Absorption, translocation, and metabolism of primisulfuron and nicosulfuron in broadleaf signalgrass (Brachiaria platyphylla) and corn

Kent Gallaher, Thomas C. Mueller, Robert M. Hayes, Otto Schwartz, Michael Barrett

Research output: Contribution to journalArticlepeer-review

38 Scopus citations

Abstract

Broadleaf signalgrass is sensitive to nicosulfuron and resistant to primisulfuron, but corn is resistant to both. Research was conducted to determine the effect of varying light level and air temperature on absorption, translocation, and metabolism of nicosulfuron and primisulfuron in broadleaf signalgrass and corn. Corn absorbed between 60 and 85% of the applied nicosulfuron and primisulfuron within 72 h after treatment (HAT), depending on environmental treatment. Absorption, translocation, and metabolism all tended to be more rapid at higher temperature and light intensity. Nicosulfuron and primisulfuron translocation out of the treated leaf was < 4.5% of herbicide absorbed through 72 HAT. Corn rapidly metabolized both herbicides in both environments. However, primisulfuron was metabolized more rapidly (high = 99%, low = 92%) than nicosulfuron (high = 95%, low = 78%). Broadleaf signalgrass absorbed 20% more nicosulfuron than primisulfuron through 72 HAT. Nicosulfuron translocation out of the treated leaf in broadleaf signalgrass was ≤ 15% absorbed through 72 HAT, while primisulfuron translocation was ≤ 4% during the same time period. Primisulfuron metabolism was more rapid than nicosulfuron in broadleaf signalgrass. During the first 4 HAT, broadleaf signalgrass metabolized > 20 times more primisulfuron than nicosulfuron. By 72 HAT, broadleaf signalgrass under conditions of high light and temperature had metabolized nearly 90% of the primisulfuron absorbed but ≤ 7% of the nicosulfuron absorbed was metabolized during the same time. These results suggest that differential activity of nicosulfuron and primisulfuron on broadleaf signalgrass may be based on differential rates of metabolism to nonphytotoxic compounds; uptake and translocation differences agree with the differential broadleaf signalgrass activity. Additionally, environment has the potential to affect rates of sulfonylurea absorption, translocation, and metabolism.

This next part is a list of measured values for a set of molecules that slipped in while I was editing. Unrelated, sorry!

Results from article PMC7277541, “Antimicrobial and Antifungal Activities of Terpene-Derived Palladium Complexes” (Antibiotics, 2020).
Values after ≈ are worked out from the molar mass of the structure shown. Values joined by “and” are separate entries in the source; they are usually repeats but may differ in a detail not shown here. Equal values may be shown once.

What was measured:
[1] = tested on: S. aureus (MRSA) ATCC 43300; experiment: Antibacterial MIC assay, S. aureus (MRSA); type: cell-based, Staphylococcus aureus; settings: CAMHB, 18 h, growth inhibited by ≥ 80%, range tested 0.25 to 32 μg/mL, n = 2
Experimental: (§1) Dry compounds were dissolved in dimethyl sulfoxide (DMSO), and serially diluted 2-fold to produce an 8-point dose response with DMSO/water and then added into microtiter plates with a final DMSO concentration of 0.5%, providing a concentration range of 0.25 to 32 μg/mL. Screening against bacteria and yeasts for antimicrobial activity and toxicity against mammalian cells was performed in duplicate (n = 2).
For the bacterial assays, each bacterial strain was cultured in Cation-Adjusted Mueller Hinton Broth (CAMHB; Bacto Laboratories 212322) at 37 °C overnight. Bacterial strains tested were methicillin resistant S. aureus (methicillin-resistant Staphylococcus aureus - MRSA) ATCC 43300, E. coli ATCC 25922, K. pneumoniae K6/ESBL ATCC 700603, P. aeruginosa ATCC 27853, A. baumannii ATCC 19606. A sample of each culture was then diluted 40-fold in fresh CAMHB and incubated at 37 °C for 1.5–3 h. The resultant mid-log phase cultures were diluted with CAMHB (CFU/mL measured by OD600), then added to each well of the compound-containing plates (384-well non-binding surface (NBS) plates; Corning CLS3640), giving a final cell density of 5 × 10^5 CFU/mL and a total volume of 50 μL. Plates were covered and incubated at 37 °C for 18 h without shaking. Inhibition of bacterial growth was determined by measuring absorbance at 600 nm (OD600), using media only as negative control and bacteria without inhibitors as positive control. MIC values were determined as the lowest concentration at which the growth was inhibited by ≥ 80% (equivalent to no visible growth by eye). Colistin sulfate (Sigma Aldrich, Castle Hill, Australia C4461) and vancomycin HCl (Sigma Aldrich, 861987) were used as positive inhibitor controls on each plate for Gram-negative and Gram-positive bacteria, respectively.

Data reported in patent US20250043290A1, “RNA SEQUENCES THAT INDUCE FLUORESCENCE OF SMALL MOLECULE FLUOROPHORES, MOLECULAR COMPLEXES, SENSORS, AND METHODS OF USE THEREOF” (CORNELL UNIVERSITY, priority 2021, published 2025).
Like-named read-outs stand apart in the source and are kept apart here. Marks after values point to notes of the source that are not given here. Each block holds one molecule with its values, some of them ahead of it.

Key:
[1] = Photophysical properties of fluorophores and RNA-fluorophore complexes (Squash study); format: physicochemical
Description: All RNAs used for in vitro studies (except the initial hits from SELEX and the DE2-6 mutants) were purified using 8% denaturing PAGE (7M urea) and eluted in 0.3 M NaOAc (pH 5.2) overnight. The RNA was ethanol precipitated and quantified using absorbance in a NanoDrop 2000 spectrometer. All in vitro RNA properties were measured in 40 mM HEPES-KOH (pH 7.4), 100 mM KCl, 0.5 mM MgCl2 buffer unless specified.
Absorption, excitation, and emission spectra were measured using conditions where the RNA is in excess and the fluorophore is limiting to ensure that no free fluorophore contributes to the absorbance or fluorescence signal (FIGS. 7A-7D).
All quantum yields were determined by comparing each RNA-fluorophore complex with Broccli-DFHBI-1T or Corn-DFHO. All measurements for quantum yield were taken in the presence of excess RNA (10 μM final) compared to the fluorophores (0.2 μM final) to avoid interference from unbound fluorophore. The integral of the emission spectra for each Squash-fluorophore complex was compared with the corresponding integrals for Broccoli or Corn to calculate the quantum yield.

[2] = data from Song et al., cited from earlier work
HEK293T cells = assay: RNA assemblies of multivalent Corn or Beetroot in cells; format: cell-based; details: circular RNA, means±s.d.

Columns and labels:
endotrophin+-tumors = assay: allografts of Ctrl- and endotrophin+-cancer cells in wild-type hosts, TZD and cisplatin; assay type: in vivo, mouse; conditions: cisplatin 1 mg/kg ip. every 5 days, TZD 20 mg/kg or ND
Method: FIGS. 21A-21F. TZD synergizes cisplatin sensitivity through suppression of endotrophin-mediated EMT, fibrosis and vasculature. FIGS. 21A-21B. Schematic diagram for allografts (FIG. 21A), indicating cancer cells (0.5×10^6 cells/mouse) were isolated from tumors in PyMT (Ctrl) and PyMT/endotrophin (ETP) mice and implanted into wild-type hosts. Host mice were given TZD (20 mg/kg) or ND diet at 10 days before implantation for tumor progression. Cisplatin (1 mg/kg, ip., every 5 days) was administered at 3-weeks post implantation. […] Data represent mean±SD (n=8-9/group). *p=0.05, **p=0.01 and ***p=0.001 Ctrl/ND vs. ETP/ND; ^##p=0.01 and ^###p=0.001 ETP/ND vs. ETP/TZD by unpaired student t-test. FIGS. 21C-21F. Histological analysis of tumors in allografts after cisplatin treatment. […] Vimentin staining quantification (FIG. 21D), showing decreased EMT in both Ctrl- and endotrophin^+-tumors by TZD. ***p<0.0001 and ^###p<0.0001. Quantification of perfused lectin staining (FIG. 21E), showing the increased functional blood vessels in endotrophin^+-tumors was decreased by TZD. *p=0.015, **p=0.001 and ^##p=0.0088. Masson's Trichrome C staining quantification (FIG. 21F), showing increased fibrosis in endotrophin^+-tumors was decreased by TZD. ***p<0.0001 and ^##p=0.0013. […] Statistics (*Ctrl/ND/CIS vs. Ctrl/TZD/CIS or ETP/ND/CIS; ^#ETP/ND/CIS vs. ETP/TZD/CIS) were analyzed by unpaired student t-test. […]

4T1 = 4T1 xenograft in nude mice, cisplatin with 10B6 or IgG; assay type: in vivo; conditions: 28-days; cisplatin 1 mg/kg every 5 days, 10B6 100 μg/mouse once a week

Original languageEnglish
Pages (from-to)8-12
Number of pages5
JournalWeed Science
Volume47
Issue number1
DOIs
StatePublished - 1999

Keywords

  • Absorption
  • HPLC
  • Metabolism
  • Translocation

ASJC Scopus subject areas

  • Agronomy and Crop Science
  • Plant Science

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